Anyway, I signed up. Not that what necessarily works for one person will work for another, but I figure it can't do me any harm to learn what I should be TRYING to do at least. Don't worry, whatever happens, I will not start spamming friends and family with unwanted book promos! This is an interesting experiment for me because this third and possibly final book with Pocket will be the first one for which I tried to form a marketing plan. So we'll see if it works.

One thing every writer I meet seems to agree on: you cannot make a living at this unless you have more than one book coming out a year. Which means writing AND promoting/marketing two books a year.

Considering that many people go into this business believing that the publisher will take care of all that for you...!

But enough of business blab. I picked up another great batch of books on ebay, and I'll be talking about them next time!

Saturday, May 21, 2005

Yo? Yo ho ho!

So there I am gloating over my e-bay treasures last night, and Mr. Thrilling walks in and drawls, "My God, it's like living with Captain Kidd!"

There were a few more remarks about booty, but those were of a more personal nature. So anyway, here's what I got!

SILENT TERROR by T.C.H. Jacobs. A 1944 Bulls-Eye Detective novel.

"The terror surrounding the murder of a well-known daughter of joy is the ominously quiet kind. Inspector Ruggles Radford (no WAY!) , summoned from his favorite cocktail bar, could find no marks on the body. Possibly the woman was hypnotised and ingeniously strangled."

Possibly. Or maybe Ruggles was hypnotised and she was ingeniously strangled, because how can you be strangled but have no marks on the body? Just how long was Ruggles in that cocktail bar anway?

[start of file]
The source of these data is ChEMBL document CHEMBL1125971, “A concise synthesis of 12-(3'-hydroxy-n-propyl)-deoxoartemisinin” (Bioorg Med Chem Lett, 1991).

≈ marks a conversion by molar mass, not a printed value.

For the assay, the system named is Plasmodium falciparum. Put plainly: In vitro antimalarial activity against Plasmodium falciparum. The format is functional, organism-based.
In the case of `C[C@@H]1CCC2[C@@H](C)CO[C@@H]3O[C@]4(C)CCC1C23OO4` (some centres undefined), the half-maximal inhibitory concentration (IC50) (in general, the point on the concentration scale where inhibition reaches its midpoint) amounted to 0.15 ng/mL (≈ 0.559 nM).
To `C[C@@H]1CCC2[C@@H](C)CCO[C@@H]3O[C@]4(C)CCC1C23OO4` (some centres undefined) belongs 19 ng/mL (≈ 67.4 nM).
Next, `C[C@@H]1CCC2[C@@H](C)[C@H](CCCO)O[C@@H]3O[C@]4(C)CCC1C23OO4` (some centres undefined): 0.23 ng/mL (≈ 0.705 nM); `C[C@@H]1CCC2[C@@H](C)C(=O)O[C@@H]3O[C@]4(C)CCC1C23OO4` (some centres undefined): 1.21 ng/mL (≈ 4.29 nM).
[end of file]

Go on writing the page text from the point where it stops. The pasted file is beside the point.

I'll have to read the book. I'll keep you posted.

THE SAINT VS. SCOTLAND YARD by Leslie Charteris. 1945 Avon Book Company.

I've never been a big Saint fan. By which I mean I've never been interested enough to read any of the novels. All that's going to change, and I'll let you know how it goes. In this adventure he seems to be battling an arch-nemesis known as the Scorpion.

THE PINBALL MURDERS by Thomas B. Black. 1947 with the cover blurb "Suspense, sex and action." But no, it's not about dating.

This one has a killer opening, and I'll probably read it first.

"The little guy cried, and that did it; I said I'd look for his wife."

Then we have O AS IN OMEN by Lawrence Treat. 1943.

Did I mention, ignoramus that I am, I haven't heard of any of these writers except Charteris? Anyway, Treat seems to have been fairly prolific (17 novels and hundreds of short stories), and he's credited on one website with creating the police procedural sub-genre. I guess someone had to, but it seems a steep claim.

Opening line: "He was sweating in thin cold beads because he'd been stricken so unaccountably."


We'll see.

Then we have three books by Dana Chambers who, again, I never heard of until I became a pirate.


"Boyd shoved the big open Bently through Tuxedo at an easy sixty, and cut in the supercharger on the long straight stretch beyond."


"The Park Lane bar felt hot and close and I went on through to the little garden at the back and ordered a stinger."

I like that.


"At four o'clock of a late March morning in Manhattan the eastern sky is a deep purple just beginning to pale."

A cursory internet search turns up nothing on Chambers. Disappointing. He (she?) seems like an interesting writer.

Just spotted a slow moving vessel to the west. Time to hoist the skull and crossbones...